How to Handle Anxiety in Children

Mother hugging her son.

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It is an unfortunate but very real fact that stress and anxiety in children is a common problem in today's fast-paced, high-tech, activity-packed society. If your child is experiencing stress and anxiety, try these simple but effective ways to help them manage their fear, worry, and upset.

Don’t Dismiss Their Feelings

Telling your child not to worry about their fears may only make them feel like they're doing something wrong by feeling anxious. Let them know it’s okay to feel bad about something and encourage them to share their emotions and thoughts.


You know how enormously comforting it can be just to have someone listen when something’s bothering you. Do the same thing for your child. If they don’t feel like talking, let them know you are there for them. Just be by their side and remind them that you love them and support them.

Offer Comfort and Distraction

Try to do something they enjoy, like playing a favorite game or cuddling in your lap and having you read to them, just as you did when they were younger. When the chips are down, even a 10-year-old will appreciate a good dose of parent TLC.

Get Them Outside

Exercise can boost mood, so get them moving. Even if it’s just for a walk around the block, fresh air and physical activity may be just what they need to lift their spirits and give them a new perspective on things.

Stick to Routines

Balance out any emotional distress or changes in their life by trying to maintain as much of a regular routine as possible. Also, try to stick to their regular bedtime and mealtimes, too.

Keep Your Child Healthy

Make sure they're eating right and getting enough sleep. Not getting enough rest and eating non-nutritious meals at regular intervals can contribute to your child’s stress. If they feel good, they’ll be better equipped to work through whatever is bothering them.

Avoid Overscheduling

Soccer, karate, baseball, music lessons, and playdates—the list of extracurricular activities kids can take on is endless. But too many activities (and putting too much pressure on your child to participate and/or succeed) can easily lead to stress and anxiety in children. Just as grownups need some downtime after work and on weekends, children also need some quiet time alone to decompress.

Limit Exposure to Upsetting News

If your child sees or hears upsetting images or accounts of natural disasters such as earthquakes or tsunamis or sees disturbing accounts of violence or terrorism on the news, talk to your child about what's going on. Talking about their fears can help.

Reassure them that they and the people they love are not in danger. Talk about the aid that people who are victims of disasters or violence receive from humanitarian groups. Discuss ways they may help, such as working with their school to raise money for the victims or writing a blog.

Consult a Counselor or Your Pediatrician

If you suspect that a change in the family such as a new sibling, a move, divorce, or death of a family member is behind your child's stress and anxiety, seek advice from an expert such as your child's school counselor, your pediatrician, or a child therapist. They can suggest ways to help a child talk about death, for instance, or help them through any other shift in the family.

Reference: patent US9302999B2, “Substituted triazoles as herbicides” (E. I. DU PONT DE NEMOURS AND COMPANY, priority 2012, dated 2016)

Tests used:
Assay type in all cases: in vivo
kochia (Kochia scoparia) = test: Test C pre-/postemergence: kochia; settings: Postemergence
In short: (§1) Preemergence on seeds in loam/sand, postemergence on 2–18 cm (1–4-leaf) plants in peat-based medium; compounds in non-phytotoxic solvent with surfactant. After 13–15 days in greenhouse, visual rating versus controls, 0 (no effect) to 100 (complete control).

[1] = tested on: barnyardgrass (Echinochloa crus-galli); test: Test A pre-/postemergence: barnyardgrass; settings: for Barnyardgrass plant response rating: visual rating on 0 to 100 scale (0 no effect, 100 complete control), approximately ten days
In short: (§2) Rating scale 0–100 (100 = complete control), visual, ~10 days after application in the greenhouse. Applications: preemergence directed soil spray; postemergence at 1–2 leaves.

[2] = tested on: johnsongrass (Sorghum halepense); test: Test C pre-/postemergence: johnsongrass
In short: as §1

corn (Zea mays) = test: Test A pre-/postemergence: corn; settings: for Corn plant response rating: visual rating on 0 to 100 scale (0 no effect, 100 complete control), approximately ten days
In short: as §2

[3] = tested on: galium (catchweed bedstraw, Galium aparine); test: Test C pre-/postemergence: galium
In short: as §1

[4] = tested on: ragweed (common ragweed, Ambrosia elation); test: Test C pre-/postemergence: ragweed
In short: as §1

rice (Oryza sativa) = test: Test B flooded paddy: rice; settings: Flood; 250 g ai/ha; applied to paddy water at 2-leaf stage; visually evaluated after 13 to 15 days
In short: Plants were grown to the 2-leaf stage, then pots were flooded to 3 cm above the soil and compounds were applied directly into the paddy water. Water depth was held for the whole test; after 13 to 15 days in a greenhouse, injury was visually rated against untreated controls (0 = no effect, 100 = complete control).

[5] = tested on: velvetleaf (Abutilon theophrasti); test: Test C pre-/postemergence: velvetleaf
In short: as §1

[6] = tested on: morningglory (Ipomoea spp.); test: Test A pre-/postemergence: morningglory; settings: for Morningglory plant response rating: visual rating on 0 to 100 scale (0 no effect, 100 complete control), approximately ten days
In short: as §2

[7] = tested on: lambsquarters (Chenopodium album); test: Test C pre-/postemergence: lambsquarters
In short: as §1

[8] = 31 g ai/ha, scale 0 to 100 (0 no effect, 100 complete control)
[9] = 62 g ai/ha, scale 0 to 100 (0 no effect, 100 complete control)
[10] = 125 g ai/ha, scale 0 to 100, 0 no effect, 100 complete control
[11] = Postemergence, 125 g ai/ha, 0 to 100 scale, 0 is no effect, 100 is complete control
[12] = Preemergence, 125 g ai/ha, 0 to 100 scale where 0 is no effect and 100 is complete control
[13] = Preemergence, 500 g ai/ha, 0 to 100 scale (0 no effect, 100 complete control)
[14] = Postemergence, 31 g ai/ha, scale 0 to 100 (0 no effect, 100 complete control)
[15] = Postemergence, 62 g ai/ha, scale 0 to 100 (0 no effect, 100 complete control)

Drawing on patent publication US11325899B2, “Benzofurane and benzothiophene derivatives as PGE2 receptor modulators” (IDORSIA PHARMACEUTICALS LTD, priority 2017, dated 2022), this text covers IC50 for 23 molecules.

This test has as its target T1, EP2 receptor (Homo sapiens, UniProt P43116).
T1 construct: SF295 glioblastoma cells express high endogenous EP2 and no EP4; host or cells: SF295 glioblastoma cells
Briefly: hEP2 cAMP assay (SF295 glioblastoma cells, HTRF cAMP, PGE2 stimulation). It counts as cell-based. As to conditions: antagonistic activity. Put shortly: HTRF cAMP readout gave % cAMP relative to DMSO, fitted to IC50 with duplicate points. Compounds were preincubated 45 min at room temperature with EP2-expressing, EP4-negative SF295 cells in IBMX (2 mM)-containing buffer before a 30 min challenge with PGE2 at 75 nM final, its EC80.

It's time to get help from a mental health professional if your child's anxiety is causing them distress and/or interfering with their everyday life. Effective treatment options include cognitive-behavioral therapy (CBT), medication, and parent-based treatment, such as supportive parenting for anxious childhood emotions (SPACE).

Set a Calm Example

You can set the tone for how stress and anxiety in children and adults are handled in your house. It's virtually impossible to block out stress from our lives in today's high-tech, 24-hour-news-cycle world, but you can do something about how you handle your own anxiety. Research shows that parents who model positive coping skills help their children learn more effective coping strategies for anxiety as well.

Turn off the TV, play some soothing music, and try some relaxing yoga poses and other stress-relieving strategies. The more you are able to keep things calm and peaceful at home, the less likely it is that anxiety in children will be a problem in your household.

4 Sources
Verywell Family uses only high-quality sources, including peer-reviewed studies, to support the facts within our articles. Read our editorial process to learn more about how we fact-check and keep our content accurate, reliable, and trustworthy.
  1. National Institutes of Health. Children and mental health: is this just a stage?

  2. Bhatia MS, Goyal A. Anxiety disorders in children and adolescents: Need for early detectionJ Postgrad Med. 2018;64(2):75-76. doi:10.4103/jpgm.JPGM_65_18

  3. Lebowitz ER, Marin C, Martino A, Shimshoni Y, Silverman WK. Parent-based treatment as efficacious as cognitive-behavioral therapy for childhood anxiety: a randomized noninferiority study of supportive parenting for anxious childhood emotionsJournal of the American Academy of Child & Adolescent Psychiatry. 2020;59(3):362-372. doi:10.1016/j.jaac.2019.02.014

  4. Fox JK, Masia Warner C, Lerner AB, et al. Preventive intervention for anxious preschoolers and their parents: strengthening early emotional developmentChild Psychiatry Hum Dev. 2012;43(4):544-559. doi:10.1007/s10578-012-0283-4

By Katherine Lee
Katherine Lee is a parenting writer and a former editor at Parenting and Working Mother magazines.